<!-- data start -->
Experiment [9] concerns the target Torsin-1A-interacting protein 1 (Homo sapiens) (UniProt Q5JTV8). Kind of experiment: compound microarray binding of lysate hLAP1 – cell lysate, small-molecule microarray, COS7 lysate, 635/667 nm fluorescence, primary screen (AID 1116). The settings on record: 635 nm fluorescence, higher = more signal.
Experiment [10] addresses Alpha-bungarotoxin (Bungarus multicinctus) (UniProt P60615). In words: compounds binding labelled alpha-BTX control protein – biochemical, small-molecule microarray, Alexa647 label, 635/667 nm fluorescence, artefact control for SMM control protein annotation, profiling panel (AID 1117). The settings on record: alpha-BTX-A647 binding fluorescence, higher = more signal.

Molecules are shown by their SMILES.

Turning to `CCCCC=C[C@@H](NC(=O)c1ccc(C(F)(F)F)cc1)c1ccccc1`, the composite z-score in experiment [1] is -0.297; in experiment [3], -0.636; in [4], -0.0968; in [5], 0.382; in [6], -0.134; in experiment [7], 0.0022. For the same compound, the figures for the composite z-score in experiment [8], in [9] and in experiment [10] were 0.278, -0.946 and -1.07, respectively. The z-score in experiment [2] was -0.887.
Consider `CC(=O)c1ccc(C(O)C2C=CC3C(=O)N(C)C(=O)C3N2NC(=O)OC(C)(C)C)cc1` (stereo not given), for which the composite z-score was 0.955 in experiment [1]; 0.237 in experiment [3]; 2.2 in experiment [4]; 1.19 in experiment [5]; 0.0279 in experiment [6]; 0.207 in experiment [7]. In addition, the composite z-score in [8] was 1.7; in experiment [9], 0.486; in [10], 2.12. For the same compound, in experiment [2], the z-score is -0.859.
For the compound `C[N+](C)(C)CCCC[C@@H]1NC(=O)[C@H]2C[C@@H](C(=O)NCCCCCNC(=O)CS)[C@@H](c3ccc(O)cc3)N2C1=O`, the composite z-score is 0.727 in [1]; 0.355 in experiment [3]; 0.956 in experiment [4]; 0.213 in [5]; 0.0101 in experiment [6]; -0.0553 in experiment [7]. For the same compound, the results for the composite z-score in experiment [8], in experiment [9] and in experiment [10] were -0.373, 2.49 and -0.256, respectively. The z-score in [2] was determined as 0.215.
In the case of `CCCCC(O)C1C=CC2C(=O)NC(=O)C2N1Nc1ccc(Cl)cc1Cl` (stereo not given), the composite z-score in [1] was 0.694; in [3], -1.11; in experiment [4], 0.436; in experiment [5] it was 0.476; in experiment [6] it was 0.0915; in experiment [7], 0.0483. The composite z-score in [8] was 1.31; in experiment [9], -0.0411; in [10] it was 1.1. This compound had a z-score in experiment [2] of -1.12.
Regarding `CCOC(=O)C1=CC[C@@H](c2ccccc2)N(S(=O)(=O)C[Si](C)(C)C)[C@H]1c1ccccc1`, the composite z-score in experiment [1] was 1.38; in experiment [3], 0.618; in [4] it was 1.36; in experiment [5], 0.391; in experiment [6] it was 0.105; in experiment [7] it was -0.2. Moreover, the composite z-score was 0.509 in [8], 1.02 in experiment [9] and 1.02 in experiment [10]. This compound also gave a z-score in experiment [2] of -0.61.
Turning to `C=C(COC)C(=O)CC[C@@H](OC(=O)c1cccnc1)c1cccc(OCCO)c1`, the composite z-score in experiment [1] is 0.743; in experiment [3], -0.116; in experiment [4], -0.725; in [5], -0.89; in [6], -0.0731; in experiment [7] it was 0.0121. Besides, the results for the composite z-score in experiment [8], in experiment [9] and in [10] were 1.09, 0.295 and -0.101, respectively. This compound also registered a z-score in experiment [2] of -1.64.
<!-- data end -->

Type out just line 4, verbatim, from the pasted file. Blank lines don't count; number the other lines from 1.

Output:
Turning to `CCCCC=C[C@@H](NC(=O)c1ccc(C(F)(F)F)cc1)c1ccccc1`, the composite z-score in experiment [1] is -0.297; in experiment [3], -0.636; in [4], -0.0968; in [5], 0.382; in [6], -0.134; in experiment [7], 0.0022. For the same compound, the figures for the composite z-score in experiment [8], in [9] and in experiment [10] were 0.278, -0.946 and -1.07, respectively. The z-score in experiment [2] was -0.887.